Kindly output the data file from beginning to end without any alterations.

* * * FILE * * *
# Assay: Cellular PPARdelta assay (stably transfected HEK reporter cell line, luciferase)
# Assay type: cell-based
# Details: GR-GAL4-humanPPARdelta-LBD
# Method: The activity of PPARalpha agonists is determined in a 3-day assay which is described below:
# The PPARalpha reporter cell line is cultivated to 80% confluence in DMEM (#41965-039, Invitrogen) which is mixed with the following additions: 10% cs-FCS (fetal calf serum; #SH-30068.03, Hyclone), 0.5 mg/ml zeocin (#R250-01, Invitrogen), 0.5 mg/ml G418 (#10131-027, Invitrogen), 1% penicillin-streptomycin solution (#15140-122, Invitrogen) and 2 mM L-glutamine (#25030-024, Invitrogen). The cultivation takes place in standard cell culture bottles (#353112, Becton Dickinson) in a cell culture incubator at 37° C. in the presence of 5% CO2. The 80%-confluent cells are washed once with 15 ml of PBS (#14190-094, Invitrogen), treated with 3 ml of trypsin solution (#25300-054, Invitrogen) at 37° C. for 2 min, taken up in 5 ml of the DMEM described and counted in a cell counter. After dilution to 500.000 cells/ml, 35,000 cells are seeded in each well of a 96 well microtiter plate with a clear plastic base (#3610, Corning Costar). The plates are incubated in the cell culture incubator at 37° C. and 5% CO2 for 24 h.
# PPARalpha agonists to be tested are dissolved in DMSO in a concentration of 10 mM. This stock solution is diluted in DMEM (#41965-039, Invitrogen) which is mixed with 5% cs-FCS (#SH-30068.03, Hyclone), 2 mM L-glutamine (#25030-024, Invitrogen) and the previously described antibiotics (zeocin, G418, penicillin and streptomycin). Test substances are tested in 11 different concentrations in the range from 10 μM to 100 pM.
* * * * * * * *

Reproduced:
# Assay: Cellular PPARdelta assay (stably transfected HEK reporter cell line, luciferase)
# Assay type: cell-based
# Details: GR-GAL4-humanPPARdelta-LBD
# Method: The activity of PPARalpha agonists is determined in a 3-day assay which is described below:
# The PPARalpha reporter cell line is cultivated to 80% confluence in DMEM (#41965-039, Invitrogen) which is mixed with the following additions: 10% cs-FCS (fetal calf serum; #SH-30068.03, Hyclone), 0.5 mg/ml zeocin (#R250-01, Invitrogen), 0.5 mg/ml G418 (#10131-027, Invitrogen), 1% penicillin-streptomycin solution (#15140-122, Invitrogen) and 2 mM L-glutamine (#25030-024, Invitrogen). The cultivation takes place in standard cell culture bottles (#353112, Becton Dickinson) in a cell culture incubator at 37° C. in the presence of 5% CO2. The 80%-confluent cells are washed once with 15 ml of PBS (#14190-094, Invitrogen), treated with 3 ml of trypsin solution (#25300-054, Invitrogen) at 37° C. for 2 min, taken up in 5 ml of the DMEM described and counted in a cell counter. After dilution to 500.000 cells/ml, 35,000 cells are seeded in each well of a 96 well microtiter plate with a clear plastic base (#3610, Corning Costar). The plates are incubated in the cell culture incubator at 37° C. and 5% CO2 for 24 h.
# PPARalpha agonists to be tested are dissolved in DMSO in a concentration of 10 mM. This stock solution is diluted in DMEM (#41965-039, Invitrogen) which is mixed with 5% cs-FCS (#SH-30068.03, Hyclone), 2 mM L-glutamine (#25030-024, Invitrogen) and the previously described antibiotics (zeocin, G418, penicillin and streptomycin). Test substances are tested in 11 different concentrations in the range from 10 μM to 100 pM.